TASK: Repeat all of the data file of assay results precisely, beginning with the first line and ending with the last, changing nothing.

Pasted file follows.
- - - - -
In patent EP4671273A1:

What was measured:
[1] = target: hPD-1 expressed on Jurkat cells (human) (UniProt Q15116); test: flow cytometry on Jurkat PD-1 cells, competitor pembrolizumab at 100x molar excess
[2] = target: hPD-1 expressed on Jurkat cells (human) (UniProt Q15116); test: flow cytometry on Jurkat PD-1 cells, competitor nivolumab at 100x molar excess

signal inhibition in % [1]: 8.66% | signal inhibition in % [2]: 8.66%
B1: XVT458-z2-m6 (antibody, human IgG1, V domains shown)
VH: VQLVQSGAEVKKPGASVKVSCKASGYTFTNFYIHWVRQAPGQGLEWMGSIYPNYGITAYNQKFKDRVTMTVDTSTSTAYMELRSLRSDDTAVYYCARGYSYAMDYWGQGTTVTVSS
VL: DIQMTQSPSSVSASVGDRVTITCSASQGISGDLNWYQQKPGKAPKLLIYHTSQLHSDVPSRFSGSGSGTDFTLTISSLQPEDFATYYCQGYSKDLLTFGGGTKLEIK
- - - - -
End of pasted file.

In patent EP4671273A1:

What was measured:
[1] = target: hPD-1 expressed on Jurkat cells (human) (UniProt Q15116); test: flow cytometry on Jurkat PD-1 cells, competitor pembrolizumab at 100x molar excess
[2] = target: hPD-1 expressed on Jurkat cells (human) (UniProt Q15116); test: flow cytometry on Jurkat PD-1 cells, competitor nivolumab at 100x molar excess

signal inhibition in % [1]: 8.66% | signal inhibition in % [2]: 8.66%
B1: XVT458-z2-m6 (antibody, human IgG1, V domains shown)
VH: VQLVQSGAEVKKPGASVKVSCKASGYTFTNFYIHWVRQAPGQGLEWMGSIYPNYGITAYNQKFKDRVTMTVDTSTSTAYMELRSLRSDDTAVYYCARGYSYAMDYWGQGTTVTVSS
VL: DIQMTQSPSSVSASVGDRVTITCSASQGISGDLNWYQQKPGKAPKLLIYHTSQLHSDVPSRFSGSGSGTDFTLTISSLQPEDFATYYCQGYSKDLLTFGGGTKLEIK